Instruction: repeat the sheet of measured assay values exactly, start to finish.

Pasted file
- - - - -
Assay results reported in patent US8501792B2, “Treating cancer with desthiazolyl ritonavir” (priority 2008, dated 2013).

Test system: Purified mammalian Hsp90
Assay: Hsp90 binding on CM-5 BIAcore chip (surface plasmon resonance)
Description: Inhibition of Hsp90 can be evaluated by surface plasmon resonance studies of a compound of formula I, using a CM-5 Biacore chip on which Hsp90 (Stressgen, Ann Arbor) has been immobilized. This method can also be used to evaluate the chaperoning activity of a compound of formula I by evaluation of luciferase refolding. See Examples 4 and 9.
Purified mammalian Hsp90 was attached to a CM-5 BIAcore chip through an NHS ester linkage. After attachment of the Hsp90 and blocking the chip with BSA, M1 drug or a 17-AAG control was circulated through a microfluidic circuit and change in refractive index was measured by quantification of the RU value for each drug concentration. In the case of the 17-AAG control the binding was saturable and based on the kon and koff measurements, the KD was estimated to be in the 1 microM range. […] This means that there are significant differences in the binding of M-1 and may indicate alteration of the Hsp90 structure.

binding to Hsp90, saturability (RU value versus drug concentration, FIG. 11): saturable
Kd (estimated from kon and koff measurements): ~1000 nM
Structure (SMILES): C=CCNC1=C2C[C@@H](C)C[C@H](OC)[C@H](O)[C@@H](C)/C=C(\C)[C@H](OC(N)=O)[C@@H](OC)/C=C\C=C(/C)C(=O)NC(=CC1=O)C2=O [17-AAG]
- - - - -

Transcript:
Assay results reported in patent US8501792B2, “Treating cancer with desthiazolyl ritonavir” (priority 2008, dated 2013).

Test system: Purified mammalian Hsp90
Assay: Hsp90 binding on CM-5 BIAcore chip (surface plasmon resonance)
Description: Inhibition of Hsp90 can be evaluated by surface plasmon resonance studies of a compound of formula I, using a CM-5 Biacore chip on which Hsp90 (Stressgen, Ann Arbor) has been immobilized. This method can also be used to evaluate the chaperoning activity of a compound of formula I by evaluation of luciferase refolding. See Examples 4 and 9.
Purified mammalian Hsp90 was attached to a CM-5 BIAcore chip through an NHS ester linkage. After attachment of the Hsp90 and blocking the chip with BSA, M1 drug or a 17-AAG control was circulated through a microfluidic circuit and change in refractive index was measured by quantification of the RU value for each drug concentration. In the case of the 17-AAG control the binding was saturable and based on the kon and koff measurements, the KD was estimated to be in the 1 microM range. […] This means that there are significant differences in the binding of M-1 and may indicate alteration of the Hsp90 structure.

binding to Hsp90, saturability (RU value versus drug concentration, FIG. 11): saturable
Kd (estimated from kon and koff measurements): ~1000 nM
Structure (SMILES): C=CCNC1=C2C[C@@H](C)C[C@H](OC)[C@H](O)[C@@H](C)/C=C(\C)[C@H](OC(N)=O)[C@@H](OC)/C=C\C=C(/C)C(=O)NC(=CC1=O)C2=O [17-AAG]